Multiple acyl-CoA dehydrogenase deficiency causes mitochondrial changes on muscle biopsy and secondary reduction in respiratory chain complex activity, which can be difficult to distinguish from primary mitochondrial respiratory chain disorders. However, the overt lipid storage in type 1 fibers of multiple acyl-CoA dehydrogenase deficiency is not present in classic mitochondrial disorders.
Other important differential diagnoses of lipid storage myopathies include muscular dystrophies (eg, limb-girdle muscular dystrophy, facioscapulohumeral muscular dystrophy) and adult-onset Pompe disease, for which the muscle biopsy is paramount in making the distinction. Type IV spinal muscular atrophy can have a similar presentation of proximal weakness, but there are commonly fasciculations, hyporeflexia, or areflexia, and a chronic neurogenic process (rather than myopathic) is present on EMG.
The short-chain acyl-CoA dehydrogenase deficiency variant with chronic progressive ophthalmoplegia, ptosis, and multicore myopathy should be differentiated from mitochondrial myopathies or congenital myopathies with RYR1 or SEP1 mutations.
Skeletal and cardiac muscle are highly oxidative tissues that utilize fatty acid substrates as a source of energy. The liver is the other organ that metabolizes fatty acids. Therefore, skeletal and cardiac muscle and the liver are the main organs that are impaired in fatty acid oxidation disorders.
Fatty acids are the main source of muscle energy at rest during prolonged (> 10 minutes) or low-intensity exercise. In the initial phases of slow exercise or during quick strenuous exercise, carbohydrates (glycogen) are the main source of adenosine triphosphate generation in skeletal muscle. When the energy demand increases and exceeds what is generated by glycolysis, there is a switch to fatty acid metabolism as the main source of energy. The beta-oxidation pathway is also enhanced during fasting or febrile states (92). If the adenosine triphosphate generated by lipid metabolism cannot keep up with the energy demands, muscle symptoms will develop.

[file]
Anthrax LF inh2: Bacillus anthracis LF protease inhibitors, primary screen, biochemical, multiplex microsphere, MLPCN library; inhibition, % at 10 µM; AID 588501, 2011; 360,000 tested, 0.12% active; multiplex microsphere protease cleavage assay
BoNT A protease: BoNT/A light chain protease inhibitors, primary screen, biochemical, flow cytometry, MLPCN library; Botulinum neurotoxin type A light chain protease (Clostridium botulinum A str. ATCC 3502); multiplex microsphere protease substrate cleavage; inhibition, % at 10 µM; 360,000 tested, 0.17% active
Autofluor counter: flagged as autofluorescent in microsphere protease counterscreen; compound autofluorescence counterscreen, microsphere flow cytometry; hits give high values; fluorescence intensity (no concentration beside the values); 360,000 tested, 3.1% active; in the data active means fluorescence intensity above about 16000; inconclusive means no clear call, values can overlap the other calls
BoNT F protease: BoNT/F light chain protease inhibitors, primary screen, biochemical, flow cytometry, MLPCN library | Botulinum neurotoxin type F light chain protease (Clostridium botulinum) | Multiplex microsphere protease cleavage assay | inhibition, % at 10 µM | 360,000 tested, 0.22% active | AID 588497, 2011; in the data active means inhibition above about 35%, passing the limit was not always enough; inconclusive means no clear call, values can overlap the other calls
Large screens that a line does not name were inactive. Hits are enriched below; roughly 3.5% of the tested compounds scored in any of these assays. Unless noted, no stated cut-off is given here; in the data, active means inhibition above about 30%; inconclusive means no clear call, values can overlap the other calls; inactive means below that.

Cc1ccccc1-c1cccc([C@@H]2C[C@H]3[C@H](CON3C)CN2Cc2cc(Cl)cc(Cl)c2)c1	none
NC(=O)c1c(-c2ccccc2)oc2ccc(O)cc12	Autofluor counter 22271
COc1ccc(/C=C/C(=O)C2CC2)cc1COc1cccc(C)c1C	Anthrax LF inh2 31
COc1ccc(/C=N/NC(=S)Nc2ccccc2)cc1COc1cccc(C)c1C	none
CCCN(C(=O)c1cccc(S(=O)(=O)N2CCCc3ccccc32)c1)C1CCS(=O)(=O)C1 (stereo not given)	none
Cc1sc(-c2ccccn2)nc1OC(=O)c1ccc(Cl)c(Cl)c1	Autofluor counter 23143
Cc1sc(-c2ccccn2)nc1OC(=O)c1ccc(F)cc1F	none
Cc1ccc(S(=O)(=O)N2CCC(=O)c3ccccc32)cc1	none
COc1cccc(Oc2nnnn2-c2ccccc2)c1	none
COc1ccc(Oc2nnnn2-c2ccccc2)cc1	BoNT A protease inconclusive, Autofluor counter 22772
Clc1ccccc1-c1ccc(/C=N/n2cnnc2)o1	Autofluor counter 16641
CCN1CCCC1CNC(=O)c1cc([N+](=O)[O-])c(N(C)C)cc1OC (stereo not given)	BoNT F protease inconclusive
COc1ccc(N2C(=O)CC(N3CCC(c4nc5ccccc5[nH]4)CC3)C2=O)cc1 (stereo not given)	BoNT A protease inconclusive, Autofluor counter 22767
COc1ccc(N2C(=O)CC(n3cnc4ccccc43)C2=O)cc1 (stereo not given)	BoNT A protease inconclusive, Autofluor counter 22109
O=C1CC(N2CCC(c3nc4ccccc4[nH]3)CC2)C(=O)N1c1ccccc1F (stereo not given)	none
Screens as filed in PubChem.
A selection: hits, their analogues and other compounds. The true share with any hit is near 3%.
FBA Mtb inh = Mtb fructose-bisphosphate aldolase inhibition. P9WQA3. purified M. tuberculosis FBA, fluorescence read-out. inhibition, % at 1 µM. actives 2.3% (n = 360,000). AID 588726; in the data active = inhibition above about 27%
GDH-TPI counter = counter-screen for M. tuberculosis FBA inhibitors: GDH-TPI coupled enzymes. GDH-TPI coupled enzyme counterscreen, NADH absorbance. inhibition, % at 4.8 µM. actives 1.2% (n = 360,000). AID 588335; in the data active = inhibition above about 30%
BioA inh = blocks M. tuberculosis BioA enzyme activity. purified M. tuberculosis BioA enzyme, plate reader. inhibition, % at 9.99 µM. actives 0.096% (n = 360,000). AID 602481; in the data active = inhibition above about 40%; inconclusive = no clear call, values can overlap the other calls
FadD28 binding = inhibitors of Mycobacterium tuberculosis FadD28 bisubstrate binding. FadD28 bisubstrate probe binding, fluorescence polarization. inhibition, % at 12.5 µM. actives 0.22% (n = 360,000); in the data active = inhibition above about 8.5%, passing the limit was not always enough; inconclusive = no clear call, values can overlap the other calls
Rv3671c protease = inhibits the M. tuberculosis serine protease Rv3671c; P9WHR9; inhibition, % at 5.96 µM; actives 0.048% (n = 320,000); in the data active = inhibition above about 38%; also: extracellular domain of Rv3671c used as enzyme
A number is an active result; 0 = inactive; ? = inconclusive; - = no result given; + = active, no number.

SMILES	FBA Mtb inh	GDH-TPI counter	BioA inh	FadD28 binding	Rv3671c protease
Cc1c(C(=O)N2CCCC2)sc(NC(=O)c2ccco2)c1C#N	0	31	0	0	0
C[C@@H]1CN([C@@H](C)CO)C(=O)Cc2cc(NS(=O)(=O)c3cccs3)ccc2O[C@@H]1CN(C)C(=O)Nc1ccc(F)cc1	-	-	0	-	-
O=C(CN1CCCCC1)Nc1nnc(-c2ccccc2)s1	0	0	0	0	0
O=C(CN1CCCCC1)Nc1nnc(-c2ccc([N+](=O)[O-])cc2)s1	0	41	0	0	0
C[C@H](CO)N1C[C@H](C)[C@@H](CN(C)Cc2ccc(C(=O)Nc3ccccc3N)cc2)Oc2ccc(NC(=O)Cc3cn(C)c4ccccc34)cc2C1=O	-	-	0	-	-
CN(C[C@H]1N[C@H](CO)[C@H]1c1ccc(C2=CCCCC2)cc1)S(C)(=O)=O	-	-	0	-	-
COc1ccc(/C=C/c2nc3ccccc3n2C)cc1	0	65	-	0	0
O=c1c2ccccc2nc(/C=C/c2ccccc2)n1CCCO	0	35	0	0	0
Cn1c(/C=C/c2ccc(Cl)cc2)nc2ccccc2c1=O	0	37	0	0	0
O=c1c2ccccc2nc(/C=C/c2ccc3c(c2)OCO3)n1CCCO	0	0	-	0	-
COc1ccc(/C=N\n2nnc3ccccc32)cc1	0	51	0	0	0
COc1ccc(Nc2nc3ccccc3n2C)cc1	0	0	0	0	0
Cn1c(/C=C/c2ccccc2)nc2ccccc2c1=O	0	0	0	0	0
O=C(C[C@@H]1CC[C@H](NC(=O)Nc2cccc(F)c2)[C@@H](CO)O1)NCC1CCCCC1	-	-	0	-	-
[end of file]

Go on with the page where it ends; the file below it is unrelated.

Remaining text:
Depending on the age of onset and severity, fatty acid oxidation disorders generally have 3 forms of clinical presentation. A neonatal form with predominant hypoglycemia, encephalopathy, and cardiomyopathy is most often fatal. An infantile form has similar, but less severe, episodic symptoms. A milder late-onset form has predominant muscle symptoms, including exercise intolerance and rhabdomyolysis.
Treatment consists of the reduction or modification of fatty acid content and an increase in carbohydrate intake. Given the relative benefit of this treatment, fatty acid oxidation disorders have been included in newborn screening, with acylcarnitine assay.
Clinical presentation. Three main clinical phenotypes have been described: (1) a severe neonatal form with cardiomyopathy, cardiac arrhythmias, liver failure, and risk of sudden death; (2) an intermediate childhood-onset form with episodic hypoketotic hypoglycemia and hepatomegaly triggered by fasting or febrile illness; and (3) a juvenile or adult-onset form characterized mainly by recurrent rhabdomyolysis and exercise intolerance (64; 03; 43).
Skeletal muscle symptoms typically predominate the clinical picture after the age of 10 (03; 43). Rhabdomyolysis can be triggered by prolonged exercise, febrile illness, and exposure to cold or prolonged fasting. A combination of factors as a trigger is common, such as exercise and exposure to cold with winter sports. The frequency of these episodes varies significantly, from less than 1 to 6 attacks per year. Muscle cramps and exercise intolerance without overt rhabdomyolysis are also common.
Although rare, metabolic crises have been reported in juvenile or adult patients with very long-chain acyl-CoA dehydrogenase deficiency. Complications include acute cardiac failure, hypercapnic respiratory failure, metabolic acidosis, and persistent hypoglycemia (42; 102; 28).
A percentage of patients remain asymptomatic when diagnosed by newborn screening and observed longitudinally (93).
Etiology and pathogenesis. Very long-chain acyl-CoA dehydrogenase deficiency is an autosomal recessive disorder due to mutations in the ACADVL gene. According to newborn screening, it affects 1 in 63,481 births in the United States (100).
Very long-chain acyl-CoA dehydrogenase is an enzyme located in the inner mitochondrial membrane that catalyzes the initial step in the beta-oxidation of fatty acids with very long-chain length (14-20 carbons), which are converted in acetyl-CoA and ketones (36). Very long-chain acyl-CoA dehydrogenase is immediately downstream from carnitine palmitoyltransferase II, as the latter one incorporates long-chain fatty acids into the mitochondrial matrix.